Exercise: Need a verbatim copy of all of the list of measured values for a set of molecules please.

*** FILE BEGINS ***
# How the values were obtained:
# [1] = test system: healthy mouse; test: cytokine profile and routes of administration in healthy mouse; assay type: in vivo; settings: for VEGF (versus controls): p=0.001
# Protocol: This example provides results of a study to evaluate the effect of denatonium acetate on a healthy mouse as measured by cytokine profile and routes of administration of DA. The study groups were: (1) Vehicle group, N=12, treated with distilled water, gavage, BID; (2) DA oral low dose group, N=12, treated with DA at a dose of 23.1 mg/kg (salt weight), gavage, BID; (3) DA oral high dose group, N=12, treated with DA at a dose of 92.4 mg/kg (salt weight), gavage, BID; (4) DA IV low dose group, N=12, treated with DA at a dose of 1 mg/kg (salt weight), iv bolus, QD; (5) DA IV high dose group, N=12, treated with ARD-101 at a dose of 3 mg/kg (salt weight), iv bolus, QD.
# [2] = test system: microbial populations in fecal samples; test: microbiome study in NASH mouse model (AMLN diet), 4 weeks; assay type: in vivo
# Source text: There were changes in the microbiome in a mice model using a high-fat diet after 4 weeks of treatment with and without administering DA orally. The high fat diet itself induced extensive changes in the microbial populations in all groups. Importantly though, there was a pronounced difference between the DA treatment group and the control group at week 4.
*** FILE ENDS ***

# How the values were obtained:
# [1] = test system: healthy mouse; test: cytokine profile and routes of administration in healthy mouse; assay type: in vivo; settings: for VEGF (versus controls): p=0.001
# Protocol: This example provides results of a study to evaluate the effect of denatonium acetate on a healthy mouse as measured by cytokine profile and routes of administration of DA. The study groups were: (1) Vehicle group, N=12, treated with distilled water, gavage, BID; (2) DA oral low dose group, N=12, treated with DA at a dose of 23.1 mg/kg (salt weight), gavage, BID; (3) DA oral high dose group, N=12, treated with DA at a dose of 92.4 mg/kg (salt weight), gavage, BID; (4) DA IV low dose group, N=12, treated with DA at a dose of 1 mg/kg (salt weight), iv bolus, QD; (5) DA IV high dose group, N=12, treated with ARD-101 at a dose of 3 mg/kg (salt weight), iv bolus, QD.
# [2] = test system: microbial populations in fecal samples; test: microbiome study in NASH mouse model (AMLN diet), 4 weeks; assay type: in vivo
# Source text: There were changes in the microbiome in a mice model using a high-fat diet after 4 weeks of treatment with and without administering DA orally. The high fat diet itself induced extensive changes in the microbial populations in all groups. Importantly though, there was a pronounced difference between the DA treatment group and the control group at week 4.